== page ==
Figure 2: Dust flux versus elevation for: Berkner Island (Bory et al. 2010), EPICA Dome C (EDC; Lambert et al. 2012), EPICA Dronning Maud Land (EDML; Fischer et al. 2007), James Ross Island (McConnell et al. 2007), Talos Dome (Albani et al. 2012) and WAIS Divide (Koffman et al. 2014). Flux values for EDML and Berkner Island are estimated based on published flux ratios to other sites and available particle size information.

During the late Holocene, dust fluxes measured at sites near the margins of the Antarctic ice sheet and at elevations below ~2500 m a.s.l. range from about 1-12 mg m-2 yr-1 (Fig. 2). This contrasts with the significantly lower fluxes well below 1 mg m-2 yr-1 measured at high-elevation East Antarctic sites. At WAIS Divide a background dust flux of ~3-5 mg m-2 yr-1 is punctuated by several particularly dusty intervals during the last two millennia, reaching peak fluxes of ~15-25 mg m-2 yr-1 (Koffman et al. 2014). At James Ross Island near the tip of the Antarctic Peninsula (1540 m a.s.l.), dust flux (calculated using aluminum concentrations) was found to be 12 mg m-2 yr-1 ca. 150 years ago, prior to the effects of land-use changes in Patagonia (McConnell et al. 2007). Near the Transantarctic Mountains at 2315 m a.s.l., the Talos Dome ice core yields a late Holocene dust flux of about 1 mg m-2yr-1 (Albani et al. 2012). While these records come from different sectors of the Antarctic continent and are almost undoubtedly influenced by different dust sources, they consistently show dust fluxes substantially higher than those seen on the East Antarctic plateau, where the interglacial dust flux is 0.2-0.6 mg m-2 yr-1 (Lambert et al. 2012). Corroborating these observations, Bory et al. (2010) report that the dust flux measured in modern snow at Berkner Island (899 m a.s.l.) in the Weddell Sea is about three times higher than at Kohnen Station in Dronning Maud Land (DML; 2890 m a.s.l.) for particles in the 5-10 μm range. Similarly, nssCa2+ fluxes (a common proxy for mineral dust in ice cores) measured in the EPICA (European Project for Ice Coring in Antarctica) DML ice core at Kohnen Station were found to be three times higher than those measured at Dome C, which is about 300 m higher and several thousand km further from Patagonian dust sources (Fischer et al. 2007). In short, during the late Holocene, sites from Antarctica show an inverse relationship between elevation and dust flux (Fig. 2).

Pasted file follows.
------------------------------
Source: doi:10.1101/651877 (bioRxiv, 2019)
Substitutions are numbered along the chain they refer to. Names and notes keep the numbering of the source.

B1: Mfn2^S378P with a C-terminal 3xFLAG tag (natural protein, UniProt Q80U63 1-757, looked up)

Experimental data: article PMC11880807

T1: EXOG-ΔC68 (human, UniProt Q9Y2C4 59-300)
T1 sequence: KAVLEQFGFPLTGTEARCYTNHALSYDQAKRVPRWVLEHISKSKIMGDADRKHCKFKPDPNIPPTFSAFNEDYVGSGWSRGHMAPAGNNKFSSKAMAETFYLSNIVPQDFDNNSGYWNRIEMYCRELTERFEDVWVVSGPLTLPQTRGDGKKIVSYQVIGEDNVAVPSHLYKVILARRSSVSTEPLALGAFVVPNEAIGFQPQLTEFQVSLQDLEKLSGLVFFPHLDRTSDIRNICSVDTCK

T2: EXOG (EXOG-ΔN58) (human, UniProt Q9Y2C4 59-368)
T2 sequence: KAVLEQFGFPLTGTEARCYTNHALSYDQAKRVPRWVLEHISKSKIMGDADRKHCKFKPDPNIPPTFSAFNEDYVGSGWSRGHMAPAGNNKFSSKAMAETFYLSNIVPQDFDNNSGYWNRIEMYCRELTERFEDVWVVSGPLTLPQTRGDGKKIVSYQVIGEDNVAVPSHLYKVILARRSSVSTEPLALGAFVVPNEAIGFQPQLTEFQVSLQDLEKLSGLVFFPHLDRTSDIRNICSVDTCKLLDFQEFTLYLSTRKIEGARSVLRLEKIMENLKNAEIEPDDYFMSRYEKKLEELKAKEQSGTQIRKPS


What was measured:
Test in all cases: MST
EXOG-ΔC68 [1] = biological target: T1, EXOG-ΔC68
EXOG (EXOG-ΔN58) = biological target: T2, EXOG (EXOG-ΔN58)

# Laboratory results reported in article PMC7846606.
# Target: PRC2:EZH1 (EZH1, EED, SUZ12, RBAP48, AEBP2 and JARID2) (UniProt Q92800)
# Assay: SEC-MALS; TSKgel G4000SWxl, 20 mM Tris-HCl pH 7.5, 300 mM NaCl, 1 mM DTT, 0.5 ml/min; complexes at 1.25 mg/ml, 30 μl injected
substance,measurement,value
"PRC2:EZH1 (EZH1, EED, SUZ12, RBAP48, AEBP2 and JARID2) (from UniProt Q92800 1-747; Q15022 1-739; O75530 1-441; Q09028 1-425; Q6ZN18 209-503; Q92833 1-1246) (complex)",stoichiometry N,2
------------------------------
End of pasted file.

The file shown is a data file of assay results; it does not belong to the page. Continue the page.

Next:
These observations imply an elevational gradient in the atmospheric dust burden over Antarctica, with the ice sheet margins receiving about 1-2 orders of magnitude more dust than the East Antarctic plateau. Further supporting evidence comes from high and low iron flux measurements from coastal Law Dome and high-elevation Dome C in East Antarctica, respectively (Edwards et al. 2006). Observation of an elevational dust flux gradient within the EAIS confirms that observed flux differences across Antarctica do not relate to regional (e.g. WAIS vs. EAIS) differences. Instead, it seems likely that the higher fluxes at coastal sites and below ~2500 m elevation reflect greater proximal dust emissions activity, and possibly also higher deposition of far-traveled dust (e.g. from Patagonia and Australia). Today, about 2% of Antarctica is ice-free, comprising an area roughly the size of New Zealand (Campbell and Claridge 1987). Although much of this area consists of exposed bedrock, several regions with available fine-grained material could serve as dust sources.